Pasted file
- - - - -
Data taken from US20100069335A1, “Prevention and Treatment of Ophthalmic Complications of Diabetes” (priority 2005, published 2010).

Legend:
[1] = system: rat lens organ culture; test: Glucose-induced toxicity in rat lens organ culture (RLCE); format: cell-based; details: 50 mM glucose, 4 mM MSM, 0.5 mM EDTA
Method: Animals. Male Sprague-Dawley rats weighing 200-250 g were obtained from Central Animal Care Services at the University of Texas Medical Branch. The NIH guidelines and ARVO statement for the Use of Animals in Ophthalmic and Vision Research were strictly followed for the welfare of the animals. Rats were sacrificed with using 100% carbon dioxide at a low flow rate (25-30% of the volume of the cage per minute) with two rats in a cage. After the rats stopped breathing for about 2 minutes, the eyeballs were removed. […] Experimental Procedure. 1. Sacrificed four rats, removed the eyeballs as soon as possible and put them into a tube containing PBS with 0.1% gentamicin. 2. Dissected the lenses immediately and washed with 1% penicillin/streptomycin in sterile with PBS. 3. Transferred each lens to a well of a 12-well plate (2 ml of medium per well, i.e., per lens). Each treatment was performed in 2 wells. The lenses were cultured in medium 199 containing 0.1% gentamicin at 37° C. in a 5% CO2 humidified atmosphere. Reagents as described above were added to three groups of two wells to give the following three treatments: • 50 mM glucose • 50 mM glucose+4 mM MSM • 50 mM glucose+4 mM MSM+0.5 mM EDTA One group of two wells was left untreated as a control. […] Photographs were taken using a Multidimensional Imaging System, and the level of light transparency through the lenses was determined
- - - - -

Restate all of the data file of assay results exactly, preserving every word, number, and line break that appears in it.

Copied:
Data taken from US20100069335A1, “Prevention and Treatment of Ophthalmic Complications of Diabetes” (priority 2005, published 2010).

Legend:
[1] = system: rat lens organ culture; test: Glucose-induced toxicity in rat lens organ culture (RLCE); format: cell-based; details: 50 mM glucose, 4 mM MSM, 0.5 mM EDTA
Method: Animals. Male Sprague-Dawley rats weighing 200-250 g were obtained from Central Animal Care Services at the University of Texas Medical Branch. The NIH guidelines and ARVO statement for the Use of Animals in Ophthalmic and Vision Research were strictly followed for the welfare of the animals. Rats were sacrificed with using 100% carbon dioxide at a low flow rate (25-30% of the volume of the cage per minute) with two rats in a cage. After the rats stopped breathing for about 2 minutes, the eyeballs were removed. […] Experimental Procedure. 1. Sacrificed four rats, removed the eyeballs as soon as possible and put them into a tube containing PBS with 0.1% gentamicin. 2. Dissected the lenses immediately and washed with 1% penicillin/streptomycin in sterile with PBS. 3. Transferred each lens to a well of a 12-well plate (2 ml of medium per well, i.e., per lens). Each treatment was performed in 2 wells. The lenses were cultured in medium 199 containing 0.1% gentamicin at 37° C. in a 5% CO2 humidified atmosphere. Reagents as described above were added to three groups of two wells to give the following three treatments: • 50 mM glucose • 50 mM glucose+4 mM MSM • 50 mM glucose+4 mM MSM+0.5 mM EDTA One group of two wells was left untreated as a control. […] Photographs were taken using a Multidimensional Imaging System, and the level of light transparency through the lenses was determined